The frame is the message: Prof. Mike Hulme speaks in Vancouver about why we disagree on climate change

Sunday, February 19, 2012

On Wednesday night, Prof. Mike Hulme offered a lecture on ‘Why we disagree about climate change’ as part of the Pacific Institute for Climate Solutions seminar series.  Prof. Hulme offers a powerful counterpoint to the escalating rhetoric of the climate debate – often accusatory, frustrated, and intractable.  Hulme explored the ways we frame climate change (ie as a technological challenge, as largely natural, or as caused by overconsumption, for instance), and how these frames are not driven by deceit but rather by selectivity and differences in emphasis.  Frames are deeply rooted in worldviews and attitudes, rather than ‘facts,’ and each suggests a very different policy response.  For instance, if climate change is framed as a problem arising from technology (rather than values or markets), then solutions that immediately come to mind are technological.
This view of the climate change debate is inclusive rather than antagonistic, and recognizes that there is no single right answer.  Even more important, perhaps, is a shift away from a science-centric view of climate change and towards a more nuanced conversation of sustainability.  Sustainability can place the environmental impacts of climate change within a constellation of equally pressing issues: equity, well-being, literacy, security and many others – achieving multiple objectives simultaneously.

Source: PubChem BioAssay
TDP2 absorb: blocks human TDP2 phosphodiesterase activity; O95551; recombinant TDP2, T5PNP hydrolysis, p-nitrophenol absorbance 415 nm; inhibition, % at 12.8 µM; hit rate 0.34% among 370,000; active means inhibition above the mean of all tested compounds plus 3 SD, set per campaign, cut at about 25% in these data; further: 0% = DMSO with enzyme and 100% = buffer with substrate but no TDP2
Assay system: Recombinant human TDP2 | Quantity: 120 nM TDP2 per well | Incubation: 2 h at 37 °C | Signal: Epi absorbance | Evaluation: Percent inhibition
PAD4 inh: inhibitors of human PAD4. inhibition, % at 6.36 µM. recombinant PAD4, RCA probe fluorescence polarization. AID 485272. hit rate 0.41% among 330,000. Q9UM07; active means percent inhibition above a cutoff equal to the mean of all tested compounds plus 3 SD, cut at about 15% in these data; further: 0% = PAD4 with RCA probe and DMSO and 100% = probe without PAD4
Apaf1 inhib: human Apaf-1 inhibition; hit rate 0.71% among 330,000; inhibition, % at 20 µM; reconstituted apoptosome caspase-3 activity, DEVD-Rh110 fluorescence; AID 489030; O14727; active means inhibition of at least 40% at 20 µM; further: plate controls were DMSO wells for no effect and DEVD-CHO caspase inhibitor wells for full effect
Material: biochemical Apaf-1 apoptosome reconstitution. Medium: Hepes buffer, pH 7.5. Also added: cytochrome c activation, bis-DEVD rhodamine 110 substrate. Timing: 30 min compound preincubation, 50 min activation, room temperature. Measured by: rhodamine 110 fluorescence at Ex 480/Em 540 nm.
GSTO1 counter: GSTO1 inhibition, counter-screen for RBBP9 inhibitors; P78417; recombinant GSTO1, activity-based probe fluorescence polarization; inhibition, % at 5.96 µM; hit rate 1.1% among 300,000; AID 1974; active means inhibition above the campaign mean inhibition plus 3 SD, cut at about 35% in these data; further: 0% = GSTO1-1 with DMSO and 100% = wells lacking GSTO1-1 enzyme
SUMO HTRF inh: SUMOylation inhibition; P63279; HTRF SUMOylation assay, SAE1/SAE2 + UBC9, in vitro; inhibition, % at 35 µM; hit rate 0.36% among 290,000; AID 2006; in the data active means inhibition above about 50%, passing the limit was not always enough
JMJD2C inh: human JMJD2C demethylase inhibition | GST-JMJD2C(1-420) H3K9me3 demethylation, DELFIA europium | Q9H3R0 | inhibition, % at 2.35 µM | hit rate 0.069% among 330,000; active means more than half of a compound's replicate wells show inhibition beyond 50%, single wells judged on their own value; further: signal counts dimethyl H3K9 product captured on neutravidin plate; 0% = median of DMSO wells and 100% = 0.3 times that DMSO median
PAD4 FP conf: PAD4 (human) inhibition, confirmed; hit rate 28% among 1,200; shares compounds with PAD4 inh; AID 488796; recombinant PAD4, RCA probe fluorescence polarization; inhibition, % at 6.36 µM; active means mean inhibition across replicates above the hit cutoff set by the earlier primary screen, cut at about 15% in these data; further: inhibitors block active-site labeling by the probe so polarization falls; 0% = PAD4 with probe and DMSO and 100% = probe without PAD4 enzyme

Prof. Mike Hulme will be in Vancouver over the weekend to participate in the American Association for the Advancement of Science (AAAS) meeting.  If you’ve registered for the AAAS meeting, he’ll be speaking at a session on Friday Feb 17th so be sure to check him out.